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Chapter 26

Unit 5 - Chapter 26 Bio 1M03 .docx

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James S Quinn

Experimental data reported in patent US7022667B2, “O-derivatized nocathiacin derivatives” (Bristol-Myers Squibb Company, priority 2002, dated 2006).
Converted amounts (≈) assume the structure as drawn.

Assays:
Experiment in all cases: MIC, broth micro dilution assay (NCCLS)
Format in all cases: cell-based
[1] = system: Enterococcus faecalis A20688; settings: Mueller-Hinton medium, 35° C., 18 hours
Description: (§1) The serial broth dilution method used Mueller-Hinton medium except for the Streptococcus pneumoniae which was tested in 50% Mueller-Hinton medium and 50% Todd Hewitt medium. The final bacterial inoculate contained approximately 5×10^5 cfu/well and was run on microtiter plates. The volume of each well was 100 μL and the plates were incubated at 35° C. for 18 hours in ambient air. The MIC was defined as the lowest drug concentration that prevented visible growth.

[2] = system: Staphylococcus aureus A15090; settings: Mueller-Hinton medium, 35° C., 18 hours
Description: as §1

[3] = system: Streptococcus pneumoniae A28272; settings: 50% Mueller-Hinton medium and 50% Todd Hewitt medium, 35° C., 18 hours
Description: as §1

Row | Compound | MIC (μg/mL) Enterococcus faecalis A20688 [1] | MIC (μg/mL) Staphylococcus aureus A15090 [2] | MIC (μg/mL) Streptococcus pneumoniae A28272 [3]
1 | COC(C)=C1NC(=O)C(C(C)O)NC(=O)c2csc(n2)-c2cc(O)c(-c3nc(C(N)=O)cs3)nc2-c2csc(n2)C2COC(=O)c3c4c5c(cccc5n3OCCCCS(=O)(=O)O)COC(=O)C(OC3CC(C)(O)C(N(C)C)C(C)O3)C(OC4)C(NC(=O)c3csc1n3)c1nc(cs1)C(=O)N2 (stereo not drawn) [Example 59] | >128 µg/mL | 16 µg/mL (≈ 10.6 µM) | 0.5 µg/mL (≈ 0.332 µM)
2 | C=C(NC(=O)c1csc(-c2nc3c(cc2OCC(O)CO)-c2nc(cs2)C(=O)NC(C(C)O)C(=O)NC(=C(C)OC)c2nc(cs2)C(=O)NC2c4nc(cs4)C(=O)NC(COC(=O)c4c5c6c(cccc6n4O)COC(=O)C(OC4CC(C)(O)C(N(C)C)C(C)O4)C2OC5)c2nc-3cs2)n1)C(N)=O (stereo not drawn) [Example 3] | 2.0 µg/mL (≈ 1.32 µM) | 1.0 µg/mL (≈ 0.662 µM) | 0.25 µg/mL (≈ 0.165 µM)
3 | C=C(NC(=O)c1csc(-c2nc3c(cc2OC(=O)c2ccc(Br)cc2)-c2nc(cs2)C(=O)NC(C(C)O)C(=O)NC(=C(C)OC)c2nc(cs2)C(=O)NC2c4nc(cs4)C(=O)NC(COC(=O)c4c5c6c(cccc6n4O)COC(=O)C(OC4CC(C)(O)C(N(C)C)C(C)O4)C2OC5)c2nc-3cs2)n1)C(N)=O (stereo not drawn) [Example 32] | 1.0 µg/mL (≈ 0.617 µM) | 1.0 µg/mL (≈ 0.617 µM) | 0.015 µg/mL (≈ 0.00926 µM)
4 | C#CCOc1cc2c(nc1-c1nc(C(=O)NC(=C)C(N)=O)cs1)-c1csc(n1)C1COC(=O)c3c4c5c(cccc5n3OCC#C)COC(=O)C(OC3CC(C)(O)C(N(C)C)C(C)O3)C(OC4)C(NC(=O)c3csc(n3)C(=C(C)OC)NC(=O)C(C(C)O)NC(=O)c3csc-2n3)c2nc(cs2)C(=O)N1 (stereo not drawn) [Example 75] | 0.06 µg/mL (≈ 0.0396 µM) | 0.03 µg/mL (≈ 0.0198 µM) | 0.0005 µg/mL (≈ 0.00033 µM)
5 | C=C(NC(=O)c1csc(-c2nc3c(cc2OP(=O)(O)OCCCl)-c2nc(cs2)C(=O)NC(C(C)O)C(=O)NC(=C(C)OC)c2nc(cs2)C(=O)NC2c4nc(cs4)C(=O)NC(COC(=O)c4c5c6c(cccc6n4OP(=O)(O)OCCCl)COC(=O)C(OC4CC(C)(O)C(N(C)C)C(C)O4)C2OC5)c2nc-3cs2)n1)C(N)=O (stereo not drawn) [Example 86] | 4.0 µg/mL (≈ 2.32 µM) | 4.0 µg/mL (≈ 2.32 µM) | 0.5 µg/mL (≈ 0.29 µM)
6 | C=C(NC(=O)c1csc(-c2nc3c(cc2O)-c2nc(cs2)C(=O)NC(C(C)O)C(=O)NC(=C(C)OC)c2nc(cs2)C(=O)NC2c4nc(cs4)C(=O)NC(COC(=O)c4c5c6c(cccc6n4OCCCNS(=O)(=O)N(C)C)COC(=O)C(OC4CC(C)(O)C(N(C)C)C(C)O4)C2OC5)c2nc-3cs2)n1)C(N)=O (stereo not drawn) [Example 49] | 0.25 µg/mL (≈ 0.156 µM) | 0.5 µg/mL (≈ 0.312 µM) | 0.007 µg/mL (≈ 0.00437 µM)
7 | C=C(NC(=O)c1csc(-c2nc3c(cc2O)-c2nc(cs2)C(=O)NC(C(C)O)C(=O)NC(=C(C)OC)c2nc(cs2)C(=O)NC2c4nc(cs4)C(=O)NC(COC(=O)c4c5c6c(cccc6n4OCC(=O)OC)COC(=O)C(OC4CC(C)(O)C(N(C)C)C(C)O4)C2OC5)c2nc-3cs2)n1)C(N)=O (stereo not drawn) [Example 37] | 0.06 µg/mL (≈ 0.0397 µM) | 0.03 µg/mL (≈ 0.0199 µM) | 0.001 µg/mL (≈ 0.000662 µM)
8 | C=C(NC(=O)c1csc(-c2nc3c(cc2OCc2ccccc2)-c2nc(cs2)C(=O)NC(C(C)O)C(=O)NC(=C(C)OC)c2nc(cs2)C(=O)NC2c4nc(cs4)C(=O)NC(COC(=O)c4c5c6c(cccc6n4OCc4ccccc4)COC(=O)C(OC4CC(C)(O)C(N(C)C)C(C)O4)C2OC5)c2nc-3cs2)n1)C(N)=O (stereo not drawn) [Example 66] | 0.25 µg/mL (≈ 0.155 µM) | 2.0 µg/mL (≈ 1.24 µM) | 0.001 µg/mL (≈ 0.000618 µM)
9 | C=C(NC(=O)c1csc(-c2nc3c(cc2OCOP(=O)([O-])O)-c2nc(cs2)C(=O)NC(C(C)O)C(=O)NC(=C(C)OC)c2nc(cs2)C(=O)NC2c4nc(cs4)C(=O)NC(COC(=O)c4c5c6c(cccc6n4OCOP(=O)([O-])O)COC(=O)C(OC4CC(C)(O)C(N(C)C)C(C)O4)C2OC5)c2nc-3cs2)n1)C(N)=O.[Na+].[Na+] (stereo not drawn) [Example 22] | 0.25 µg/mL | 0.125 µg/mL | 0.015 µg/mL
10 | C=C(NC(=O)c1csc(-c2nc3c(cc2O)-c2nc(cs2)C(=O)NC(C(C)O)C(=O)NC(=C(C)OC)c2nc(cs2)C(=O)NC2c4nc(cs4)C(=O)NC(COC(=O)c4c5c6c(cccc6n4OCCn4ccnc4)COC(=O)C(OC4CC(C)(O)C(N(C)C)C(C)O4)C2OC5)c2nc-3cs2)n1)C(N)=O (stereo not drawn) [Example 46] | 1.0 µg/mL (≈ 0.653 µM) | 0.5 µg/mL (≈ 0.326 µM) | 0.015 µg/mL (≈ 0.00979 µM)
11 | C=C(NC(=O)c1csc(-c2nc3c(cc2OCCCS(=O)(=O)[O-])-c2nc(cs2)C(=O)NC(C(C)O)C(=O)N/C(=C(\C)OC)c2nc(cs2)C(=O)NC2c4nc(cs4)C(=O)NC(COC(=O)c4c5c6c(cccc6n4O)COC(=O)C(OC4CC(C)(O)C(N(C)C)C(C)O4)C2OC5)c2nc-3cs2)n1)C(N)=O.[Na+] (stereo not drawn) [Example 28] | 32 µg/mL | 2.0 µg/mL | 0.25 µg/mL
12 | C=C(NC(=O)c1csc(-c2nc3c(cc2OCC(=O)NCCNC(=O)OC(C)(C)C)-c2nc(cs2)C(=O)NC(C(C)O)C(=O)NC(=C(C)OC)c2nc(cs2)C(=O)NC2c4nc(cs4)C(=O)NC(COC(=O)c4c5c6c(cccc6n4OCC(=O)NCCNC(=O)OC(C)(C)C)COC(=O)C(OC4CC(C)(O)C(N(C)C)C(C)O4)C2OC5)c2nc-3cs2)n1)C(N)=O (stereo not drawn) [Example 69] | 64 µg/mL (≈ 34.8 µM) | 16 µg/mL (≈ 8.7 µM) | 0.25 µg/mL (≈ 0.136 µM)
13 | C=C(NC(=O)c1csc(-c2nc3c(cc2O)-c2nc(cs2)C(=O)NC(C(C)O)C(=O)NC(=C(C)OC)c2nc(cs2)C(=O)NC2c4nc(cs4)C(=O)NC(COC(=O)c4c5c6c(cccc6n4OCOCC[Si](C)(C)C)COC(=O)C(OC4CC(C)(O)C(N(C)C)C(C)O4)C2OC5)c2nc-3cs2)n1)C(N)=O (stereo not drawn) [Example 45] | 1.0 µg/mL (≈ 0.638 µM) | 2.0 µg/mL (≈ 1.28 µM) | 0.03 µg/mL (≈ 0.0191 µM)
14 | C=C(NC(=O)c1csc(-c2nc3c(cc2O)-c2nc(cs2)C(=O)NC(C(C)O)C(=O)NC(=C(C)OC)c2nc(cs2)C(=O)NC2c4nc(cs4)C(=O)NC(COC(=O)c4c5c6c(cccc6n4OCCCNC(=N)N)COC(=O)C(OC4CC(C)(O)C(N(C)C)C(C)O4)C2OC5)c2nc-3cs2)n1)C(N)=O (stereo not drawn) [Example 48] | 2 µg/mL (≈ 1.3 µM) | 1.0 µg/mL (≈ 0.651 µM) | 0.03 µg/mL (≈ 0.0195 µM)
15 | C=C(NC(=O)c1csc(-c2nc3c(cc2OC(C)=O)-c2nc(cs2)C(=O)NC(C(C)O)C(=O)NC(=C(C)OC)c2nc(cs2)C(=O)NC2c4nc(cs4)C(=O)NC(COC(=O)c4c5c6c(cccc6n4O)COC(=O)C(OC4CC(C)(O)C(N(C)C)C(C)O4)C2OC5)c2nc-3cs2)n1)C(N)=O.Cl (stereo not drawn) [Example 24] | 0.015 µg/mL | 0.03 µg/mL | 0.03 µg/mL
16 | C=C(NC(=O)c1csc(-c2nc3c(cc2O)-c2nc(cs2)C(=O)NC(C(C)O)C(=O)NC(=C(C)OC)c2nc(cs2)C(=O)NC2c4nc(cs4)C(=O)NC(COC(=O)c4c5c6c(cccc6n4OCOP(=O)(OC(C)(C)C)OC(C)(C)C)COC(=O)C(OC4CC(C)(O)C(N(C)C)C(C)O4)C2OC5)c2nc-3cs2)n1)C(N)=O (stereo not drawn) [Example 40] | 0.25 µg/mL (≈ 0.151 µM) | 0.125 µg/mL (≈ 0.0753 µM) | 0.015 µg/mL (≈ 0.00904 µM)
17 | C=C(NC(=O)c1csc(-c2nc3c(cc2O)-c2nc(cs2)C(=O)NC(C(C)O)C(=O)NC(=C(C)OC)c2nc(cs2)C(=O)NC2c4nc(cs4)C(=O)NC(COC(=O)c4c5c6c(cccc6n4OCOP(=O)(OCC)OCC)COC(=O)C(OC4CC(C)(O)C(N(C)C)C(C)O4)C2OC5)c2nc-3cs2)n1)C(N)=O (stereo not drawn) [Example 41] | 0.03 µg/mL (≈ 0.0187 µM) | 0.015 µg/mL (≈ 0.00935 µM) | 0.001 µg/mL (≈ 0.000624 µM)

Bio 1M03 Unit Five: Evolutionary Processes and Patterns Chapter 26: Speciation Key Concepts  Speciation occurs when populations of the same species become genetically isolated by lack of gene flow and then diverge from each other  Divergence of populations and species can be a consequence of natural selection, genetic drift, mutation and/or biased mating  Populations can be recognized as distinct species if they are reproductively isolated from each other, if they have distinct morphological characteristics, and/or if they form independent branches on a phylogenic tree  Populations can become genetically isolated from each other if o They occupy different geographic areas o They use different habitats within the same area o If one population is polyploidy and cannot breed with the other  When populations that have diverged come back into contact, several outcomes are possible o Reinforcement through pre and post-zygotic isolation o Development of hybrid zones o Speciation by hybridization fusion o One population goes extinct 26.1 How Are Species Defined and Identified?  When gene flow is reduced between population, they may then diverge genetically  Divergence occurs as a consequence of natural selection, genetic drift, mutation and/or biased mating  The genetic divergence may eventually lead to speciation, the creation of new species  Usually, speciation creates two or more distinct species from a single ancestral group  Biologists commonly use the following three approaches to identify species: o The biological species concept o The morphospecies concept o The phylogenetic species concept The Biological Species Concept  The critical criterion for identifying species is reproductive isolation  The biological species concept (BSC) assigned individuals to the same species if they “actually” or “potentially interbreed”  The BSC considers populations to be evolutionarily independent if they are reproductively isolated from each other, i.e. they do not interbreed  Therefore, no gene flow occurs between these populations  Problem with BSC – it is difficult to apply to natural systems  If two different populations do not interbreed in nature or if they fail to produce viable and fertile offspring when mating’s take place – they are distinct species  Biologists categorize the mechanisms that stop gene flow between populations as being either prezygotic or postzygotic Bio 1M03  Prezygotic isolation – occurs when individuals of different species are prevented from mating  Postzygotic isolation – occurs when individuals from different populations do mate, but the hybrid offspring produced have low fitness and do not survive or produce offspring o Eg/ Ligers are the offspring from cross between male lion and female tiger; male ligers are sterile The Morphospecies Concept  Under the morphospecies concept, species are distinguished by differences in size, shape or other morphological features  Based on the idea that distinguishing features are most likely to arise if evolutionary lineages do not have gene flow  Features used to distinguish species are rather subjective The Phylogenetic Species Concept  Monophyletic Groups (Clades or Lineages) o For example: Sequence DNA of 14 individuals, recover 6 unique sequences: o A ,1A ,2A 3 B 1 B2, 1 , 2 ,1D ,2D 3 D 1 E1, 2 ,3F , F o A monophyletic group contains all descendants of their most recent common ancestor  The phylogenetic species concept is based on reconstructing the evolutionary history of populations  Under this concept, a species is defined as the smallest monophyletic group on a tree that compares populations o On such a phylogenetic tree, each clade is a phylogenetic species  One drawback is that this concept may end up over diagnosing species  Advantages o Can be applied to any population (fossil, asexual or sexual) o Is logical because populations are distinct enough to be monophyletic only if they are isolated from gene flow and have evolved independently Problems with Species Concepts  Biological Species Concept o Hard to demonstrate; difficult to assess if populations do not overlap geographically o Some “species” are capable of producing hybrids o Not applicable to asexual or fossil species  Morphospecies Concept o Subjective – how much morphological divergence represents species-level as opposed to population level differences  Phylogenetic Species Concept o Over-diagnosis – are all monophyletic groups really species? Bio 1M03 Species Definitions in Action: The Case of the Dusky Seaside Sparrow  Subspecies – populations that live in discrete geographic areas and have distinguishing features (such as coloration or calls) but are not considered distinct enough to be called separate species  Dusky Seaside Sparrows (ammodramus maritimus nigrescens), a subspecies, had only 6 males remaining in 1980 o Tend to breed near hatching site – believed that little to no gene flow occurred among populations  Attempt Rescue Program – goal to preserve as much genetic diversity as possible by reestablishing a healthy population of dusky-like birds o Dusky seaside sparrows were taken into captivity and bred with females from a nearby subspecies A. maritimus peninsulae  By comparing gene sequences, estimated phylogeny of seaside sparrow o Two distinct monophyletic groups – one native to Atlantic Coast, one native to Gulf Coast o Under the phylogenetic species concept, only two species of seaside sparrow exist o Biological and Morphospecies Concepts had misled a well-intentioned conservation program o Under phylogenetic species concept – should have let dusky sparrow go extinct and then preserved one or more populations from each coast; two monophyletic groups of sparrows (and more genetic diversity) would have been preserved 26.2 Isolation and Divergence in Allopatry  Genetic isolation happens when populations become physically separated  Allopatry (literally “different countries") – refers to populations or species that live in different places  Physical isolation occurs by dispersal or vicariance o Dispersal – occurs when a population moves to a new habitat, colonizes it and forms a new population o Vicariance – occurs when a physical barrier splits a widespread population into subgroups that